As she explains all of this to me, Davis pulls out a map of Charlotte and dips in and out of the various accents effortlessly, just by shifting her eyes to a new location.
Then, she does something without thinking.
“Now go get you that book,” she tells me, referring to Talkin’ Tar Heel. “And look at that: I said, ‘Go get you.’”
Southern-ness happens like that. Whether you’re planning for it or not, whether you’re from here or somewhere else, it can escape from your pores.
Most people talk like their parents talk, and because of that, we don’t just drop accents easily. To a Northerner, the big private university in Durham is Dook. To a Southerner, it’s Dewk. Over time, as the populations merge, the two accents will, too.
Of course, Southerners always stand up for something, and when they do, they stand up for the things they hold most dear. Take the word “y’all,” that iconic headlamp of Southern-speak. It doesn’t exist on the subconscious level like Dook or Dewk. When we say it, we know it, and we’re trying to prove something. For Southerners, it says, “We’re from here.” For newcomers, it says, “We’ve moved here, and we fit in.” The increasing use of words like “y’all” or phrases like “fixin’ to,” then, isn’t necessarily a sign that the Southern accent is alive and well. Instead, it’s an overcompensation for the fading nuances of dialect.
“People are indexing and identifying their Southern identity, but in a more iconic way,” Wolfram says. “It’s an intriguing picture of what people think is happening versus what is really happening.”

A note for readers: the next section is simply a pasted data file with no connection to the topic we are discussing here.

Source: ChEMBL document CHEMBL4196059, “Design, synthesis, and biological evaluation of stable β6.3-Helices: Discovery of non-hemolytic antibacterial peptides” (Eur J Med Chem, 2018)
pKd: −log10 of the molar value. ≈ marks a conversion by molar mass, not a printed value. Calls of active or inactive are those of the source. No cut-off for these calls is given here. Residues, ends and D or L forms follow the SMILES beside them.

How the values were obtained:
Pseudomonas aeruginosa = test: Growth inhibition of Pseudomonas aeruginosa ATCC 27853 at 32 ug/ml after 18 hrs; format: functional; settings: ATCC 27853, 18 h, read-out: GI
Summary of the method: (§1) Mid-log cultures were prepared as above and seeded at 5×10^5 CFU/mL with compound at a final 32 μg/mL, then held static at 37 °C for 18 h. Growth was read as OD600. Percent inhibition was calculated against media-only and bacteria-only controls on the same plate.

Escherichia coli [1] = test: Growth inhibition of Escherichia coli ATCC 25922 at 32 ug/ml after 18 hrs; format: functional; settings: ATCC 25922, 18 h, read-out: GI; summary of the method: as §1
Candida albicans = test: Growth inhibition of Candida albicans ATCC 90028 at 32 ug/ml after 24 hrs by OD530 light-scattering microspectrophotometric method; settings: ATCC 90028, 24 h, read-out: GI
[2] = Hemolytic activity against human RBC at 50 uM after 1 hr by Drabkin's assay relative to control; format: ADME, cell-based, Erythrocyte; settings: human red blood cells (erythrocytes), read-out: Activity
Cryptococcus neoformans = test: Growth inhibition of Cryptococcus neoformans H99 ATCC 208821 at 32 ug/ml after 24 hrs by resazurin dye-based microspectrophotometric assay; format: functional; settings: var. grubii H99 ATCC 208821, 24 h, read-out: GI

Maybe it’s best, then, to look at the recession of the Southern dialect another way. Think about the people who move from the Midwest to Charlotte. They come here, pick up a few pieces of the Southern accent, and when they go home to visit family they unknowingly slip, and “ten” becomes slightly more “tin.”
“When these Northerners go back to where they came from, the people there think they sound Southern,” Wolfram says. “Nobody here thinks they have a Southern accent. They don’t even think they have a Southern accent. But they do.”
I’m a Maryland native, but I’ve lived in North Carolina for most of the past 18 years. And I know that, at least in some small way, most people who move here want to have a piece of the accent, because who doesn’t want to be a part of where they are? For decades after the Civil War, the South wasn’t a place where others chose to live, for obvious reasons. Out of the worst times, though, grew one of the most renowned and notorious and beautiful and complicated accents in the world.
Now people want to live here, which can only mean they don’t want to live somewhere else.
And guess what’s happening in those places. The Northern dialects, Wolfram says, are growing stronger. In Rust Belt areas, “pop” is now a longer “paap,” and “lock” is more “lack.” As the population drops in those areas, the accent rises.
That’s the thing about the South: When we lose something, others gain.
And that leads to another thing about the South: As these newcomers leave behind their homes, we’ll be the first to appreciate how those places cling to their accents, because if there’s anything the South wants for folks, it’s that they never forget where they came from.